When crossing a busy intersection, walk with your bicycle on a crosswalk while still taking traffic signals into account
When riding with other people, ride in single file on streets
Additionally, Alabama laws dictate that two bicycles may not ride abreast except on paths specifically designated for bicycle use. If such paths are present next to a roadway, bicyclists must use them instead of the roadway when riding. Bicyclists must also not cling onto any vehicle on a roadway or carry items or cargo that prevent them from having at least one hand on their bicycle’s handlebars.
Alabama’s DUI Law for Bicyclists
Because bicycles are considered vehicles in Alabama, state laws prohibit people from operating a bicycle while under the influence of alcohol or any controlled substances that impair their ability to ride safely. In terms of alcohol, a bicyclist will be charged with DUI if their blood alcohol concentration reaches or exceeds a level of 0.08 percent. For those under the age of 21, the threshold is 0.02 percent.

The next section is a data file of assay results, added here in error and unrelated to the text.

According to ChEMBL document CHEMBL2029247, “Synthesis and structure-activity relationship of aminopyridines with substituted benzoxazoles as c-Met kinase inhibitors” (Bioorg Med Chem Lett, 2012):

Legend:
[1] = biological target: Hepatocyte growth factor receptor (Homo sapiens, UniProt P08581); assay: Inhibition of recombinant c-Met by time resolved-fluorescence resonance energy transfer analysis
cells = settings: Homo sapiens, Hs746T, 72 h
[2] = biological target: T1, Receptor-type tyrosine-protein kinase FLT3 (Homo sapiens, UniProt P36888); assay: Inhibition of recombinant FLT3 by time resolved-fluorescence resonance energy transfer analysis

Potential penalties for a DUI conviction include a minimum fine ranging from $600 to $4,100, depending on how many violations a person has committed. Additionally, a DUI offender may be required to undergo 30 days of community service or serve at least five days in jail. Repeat offenses may lead to imprisonment lasting from a minimum of 60 days to a maximum of 10 years.
Is Alabama a No-fault State for Bike Accidents?
Alabama is not a no-fault state when it comes to bicycle accidents. Instead, the state follows at-fault guidelines for any injury claims resulting from such mishaps. This means that the party responsible for a bicycle accident will be held financially responsible for the damages to those involved.